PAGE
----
Effectiveness and cost-effectiveness of pediatric rotavirus vaccination in British Columbia: A model-based evaluation

David N. Fisman, Christina H. Chan, Elizabeth Lowcock, Monika Naus, Victoria Lee

Research output: Contribution to journalArticlepeer-review

Abstract

Background: Rotavirus gastroenteritis (RVGE) is associated with widespread morbidity and mortality in children worldwide. In high-income countries, including Canada, the burden of RVGE relates largely to morbidity and healthcare utilization. Two live rotavirus vaccines (RotaTeq® (Merck Frosst Canada Ltd.) and Rotarix™ (GlaxoSmithKline Inc.)), are now approved for use in Canada, but their economic attractiveness has not been evaluated in the Canadian context. Methods: We performed a model-based economic analysis using a Markov chain Monte Carlo simulation of RVGE in populations of British Columbia children. Models were parameterized based on best available data on disease natural history and epidemiology, vaccine effectiveness and cost, and healthcare costs, and calibrated such that projections of healthcare utilization and vaccine coverage closely matched empirical estimates. Robustness of projections was evaluated in deterministic and probabilistic sensitivity analyses. Results: Based on the best available data, childhood immunization against RVGE was projected to prevent 63-81 infections per 100 children vaccinated, and to prevent substantial numbers of outpatient medical visits. It was projected that either vaccine would prevent 1-2 hospitalizations per 100 children immunized. Vaccination was projected to increase healthcare costs: immunization with Rotarix™ would prevent incident infections at a cost of approximately $10 per infection prevented or $2400 per quality-adjusted life-year gained. Vaccination with RotaTeq™ would be more costly and less effective and would not be preferred. Projections were robust in the face of wide-ranging sensitivity analyses. Interpretation: The use of currently available vaccines against RVGE in British Columbia children is projected to result in a substantial reduction in the burden of illness and healthcare utilization associated with RVGE, with a modest increase in healthcare costs. RVGE vaccination should be considered "highly cost-effective" relative to other commonly available health interventions.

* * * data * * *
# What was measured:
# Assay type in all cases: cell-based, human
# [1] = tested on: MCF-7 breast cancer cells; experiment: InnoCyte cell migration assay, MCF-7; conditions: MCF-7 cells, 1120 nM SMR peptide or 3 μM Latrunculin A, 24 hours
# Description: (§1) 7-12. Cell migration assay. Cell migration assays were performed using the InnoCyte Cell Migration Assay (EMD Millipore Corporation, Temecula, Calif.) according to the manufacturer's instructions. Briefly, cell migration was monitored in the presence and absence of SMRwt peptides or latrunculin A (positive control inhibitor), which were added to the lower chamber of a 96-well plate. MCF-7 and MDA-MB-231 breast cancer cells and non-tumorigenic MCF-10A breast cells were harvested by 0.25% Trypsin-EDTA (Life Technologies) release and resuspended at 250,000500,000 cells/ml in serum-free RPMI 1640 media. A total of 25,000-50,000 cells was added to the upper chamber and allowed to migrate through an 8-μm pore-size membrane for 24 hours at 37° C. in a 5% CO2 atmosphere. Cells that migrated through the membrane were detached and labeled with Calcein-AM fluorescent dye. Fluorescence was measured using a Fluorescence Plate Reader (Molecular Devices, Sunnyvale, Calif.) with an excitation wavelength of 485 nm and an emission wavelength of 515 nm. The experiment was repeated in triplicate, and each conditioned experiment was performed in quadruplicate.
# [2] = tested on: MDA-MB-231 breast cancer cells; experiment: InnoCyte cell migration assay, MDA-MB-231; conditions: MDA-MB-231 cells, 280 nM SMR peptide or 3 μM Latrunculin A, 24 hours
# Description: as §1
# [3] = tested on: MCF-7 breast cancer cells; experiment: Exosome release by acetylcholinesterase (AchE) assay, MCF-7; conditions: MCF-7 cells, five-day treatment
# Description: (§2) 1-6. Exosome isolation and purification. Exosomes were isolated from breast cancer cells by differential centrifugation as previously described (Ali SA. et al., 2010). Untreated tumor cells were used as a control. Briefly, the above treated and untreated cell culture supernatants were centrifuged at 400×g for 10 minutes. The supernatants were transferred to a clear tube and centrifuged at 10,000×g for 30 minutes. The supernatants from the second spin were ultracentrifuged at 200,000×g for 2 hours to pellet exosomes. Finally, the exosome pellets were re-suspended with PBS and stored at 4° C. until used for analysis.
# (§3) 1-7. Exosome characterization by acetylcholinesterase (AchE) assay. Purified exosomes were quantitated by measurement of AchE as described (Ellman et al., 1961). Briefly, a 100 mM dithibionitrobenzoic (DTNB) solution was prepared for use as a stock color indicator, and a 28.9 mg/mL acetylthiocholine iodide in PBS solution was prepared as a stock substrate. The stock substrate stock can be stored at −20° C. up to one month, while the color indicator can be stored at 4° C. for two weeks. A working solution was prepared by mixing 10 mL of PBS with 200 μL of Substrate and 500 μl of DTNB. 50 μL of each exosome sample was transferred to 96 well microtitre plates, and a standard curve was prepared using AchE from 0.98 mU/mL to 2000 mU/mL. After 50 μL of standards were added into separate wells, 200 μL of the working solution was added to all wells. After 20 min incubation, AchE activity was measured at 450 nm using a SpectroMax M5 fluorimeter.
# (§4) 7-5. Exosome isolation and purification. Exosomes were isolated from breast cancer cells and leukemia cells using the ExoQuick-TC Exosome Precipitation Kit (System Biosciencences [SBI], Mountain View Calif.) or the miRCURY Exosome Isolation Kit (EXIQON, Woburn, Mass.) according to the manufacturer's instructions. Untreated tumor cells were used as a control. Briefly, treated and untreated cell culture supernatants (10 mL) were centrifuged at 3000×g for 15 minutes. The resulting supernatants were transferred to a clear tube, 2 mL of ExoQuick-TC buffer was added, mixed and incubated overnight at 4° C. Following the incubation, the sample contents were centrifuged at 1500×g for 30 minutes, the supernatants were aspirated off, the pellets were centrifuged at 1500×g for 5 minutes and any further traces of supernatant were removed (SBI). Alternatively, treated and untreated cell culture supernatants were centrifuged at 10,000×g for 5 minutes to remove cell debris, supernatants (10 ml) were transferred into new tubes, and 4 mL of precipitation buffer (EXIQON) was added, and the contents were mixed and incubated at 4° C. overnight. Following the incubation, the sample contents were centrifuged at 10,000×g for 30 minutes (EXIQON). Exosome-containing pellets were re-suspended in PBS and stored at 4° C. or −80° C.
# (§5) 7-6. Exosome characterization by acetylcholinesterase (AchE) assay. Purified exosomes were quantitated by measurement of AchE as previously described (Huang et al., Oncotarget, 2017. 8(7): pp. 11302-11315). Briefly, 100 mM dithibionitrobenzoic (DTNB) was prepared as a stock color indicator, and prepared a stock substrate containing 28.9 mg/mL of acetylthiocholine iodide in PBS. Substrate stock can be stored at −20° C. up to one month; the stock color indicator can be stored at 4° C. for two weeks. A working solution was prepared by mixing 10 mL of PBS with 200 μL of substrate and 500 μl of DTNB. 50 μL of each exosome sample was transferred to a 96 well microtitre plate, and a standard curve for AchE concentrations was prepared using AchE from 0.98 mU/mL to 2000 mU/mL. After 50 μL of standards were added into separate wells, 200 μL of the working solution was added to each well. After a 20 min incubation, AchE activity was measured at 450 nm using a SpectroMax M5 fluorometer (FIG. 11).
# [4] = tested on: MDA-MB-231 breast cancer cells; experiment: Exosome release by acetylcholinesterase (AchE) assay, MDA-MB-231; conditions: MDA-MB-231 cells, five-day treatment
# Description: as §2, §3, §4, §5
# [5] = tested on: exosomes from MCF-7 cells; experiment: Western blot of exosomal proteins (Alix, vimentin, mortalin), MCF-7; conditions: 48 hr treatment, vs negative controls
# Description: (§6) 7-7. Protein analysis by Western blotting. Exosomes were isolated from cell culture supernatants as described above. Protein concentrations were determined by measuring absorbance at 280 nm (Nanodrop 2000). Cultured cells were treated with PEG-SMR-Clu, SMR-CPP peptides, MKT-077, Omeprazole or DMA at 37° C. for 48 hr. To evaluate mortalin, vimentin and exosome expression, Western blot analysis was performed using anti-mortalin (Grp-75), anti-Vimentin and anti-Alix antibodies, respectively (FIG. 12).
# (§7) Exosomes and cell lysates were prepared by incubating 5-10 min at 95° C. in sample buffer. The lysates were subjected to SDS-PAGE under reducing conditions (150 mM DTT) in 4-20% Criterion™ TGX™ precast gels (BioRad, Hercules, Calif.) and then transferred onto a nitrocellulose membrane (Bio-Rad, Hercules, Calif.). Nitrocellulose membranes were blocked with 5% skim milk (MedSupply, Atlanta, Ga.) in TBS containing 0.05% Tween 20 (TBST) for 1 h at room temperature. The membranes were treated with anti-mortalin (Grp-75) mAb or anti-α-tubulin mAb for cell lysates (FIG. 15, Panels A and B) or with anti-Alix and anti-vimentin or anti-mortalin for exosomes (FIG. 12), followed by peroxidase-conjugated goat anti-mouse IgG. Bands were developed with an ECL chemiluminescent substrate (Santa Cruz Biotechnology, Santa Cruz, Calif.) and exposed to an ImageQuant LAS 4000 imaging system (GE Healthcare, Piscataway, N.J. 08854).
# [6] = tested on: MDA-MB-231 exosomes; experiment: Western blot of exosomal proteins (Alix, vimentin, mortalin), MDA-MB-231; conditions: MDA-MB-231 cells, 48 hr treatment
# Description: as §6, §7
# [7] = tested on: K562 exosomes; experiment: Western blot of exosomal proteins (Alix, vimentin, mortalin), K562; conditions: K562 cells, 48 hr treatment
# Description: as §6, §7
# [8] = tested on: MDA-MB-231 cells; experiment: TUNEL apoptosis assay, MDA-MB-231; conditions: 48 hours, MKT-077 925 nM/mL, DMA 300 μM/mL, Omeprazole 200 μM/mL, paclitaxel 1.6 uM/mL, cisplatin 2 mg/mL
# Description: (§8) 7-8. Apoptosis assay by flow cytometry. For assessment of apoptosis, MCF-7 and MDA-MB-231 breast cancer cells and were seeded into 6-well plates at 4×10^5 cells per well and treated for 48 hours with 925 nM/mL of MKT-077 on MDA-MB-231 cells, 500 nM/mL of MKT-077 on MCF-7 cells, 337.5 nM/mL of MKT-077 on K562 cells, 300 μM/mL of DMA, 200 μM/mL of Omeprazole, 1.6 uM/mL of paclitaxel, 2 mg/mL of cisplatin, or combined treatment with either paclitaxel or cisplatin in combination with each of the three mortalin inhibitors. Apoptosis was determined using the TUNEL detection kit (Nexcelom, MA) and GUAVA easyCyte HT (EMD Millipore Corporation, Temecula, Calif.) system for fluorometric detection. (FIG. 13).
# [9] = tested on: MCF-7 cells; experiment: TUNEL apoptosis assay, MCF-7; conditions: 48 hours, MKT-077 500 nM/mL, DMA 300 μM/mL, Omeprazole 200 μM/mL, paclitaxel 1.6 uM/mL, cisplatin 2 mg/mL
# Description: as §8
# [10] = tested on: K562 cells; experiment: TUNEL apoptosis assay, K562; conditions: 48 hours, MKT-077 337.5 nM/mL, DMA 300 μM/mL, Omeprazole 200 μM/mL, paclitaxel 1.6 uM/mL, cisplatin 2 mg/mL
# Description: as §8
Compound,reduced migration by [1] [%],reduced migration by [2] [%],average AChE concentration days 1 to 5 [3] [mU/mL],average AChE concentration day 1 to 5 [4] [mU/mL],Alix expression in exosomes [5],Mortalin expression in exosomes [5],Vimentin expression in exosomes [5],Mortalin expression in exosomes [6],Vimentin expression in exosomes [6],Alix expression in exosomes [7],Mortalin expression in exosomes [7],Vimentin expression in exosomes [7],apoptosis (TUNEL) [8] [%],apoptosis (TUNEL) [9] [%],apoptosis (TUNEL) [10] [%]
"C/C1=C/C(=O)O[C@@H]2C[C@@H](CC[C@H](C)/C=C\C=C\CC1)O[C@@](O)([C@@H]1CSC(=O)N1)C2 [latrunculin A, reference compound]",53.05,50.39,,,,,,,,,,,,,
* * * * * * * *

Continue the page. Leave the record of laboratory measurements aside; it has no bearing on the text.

Original languageEnglish (US)
Pages (from-to)7601-7607
Number of pages7
JournalVaccine
Volume30
Issue number52
DOIs
StatePublished - Dec 14 2012

Keywords

  • Cost-effectiveness
  • Health economics
  • Immunization
  • Mathematical modeling
  • Rotavirus

ASJC Scopus subject areas

  • Molecular Medicine
  • Immunology and Microbiology(all)
  • veterinary(all)
  • Public Health, Environmental and Occupational Health
  • Infectious Diseases

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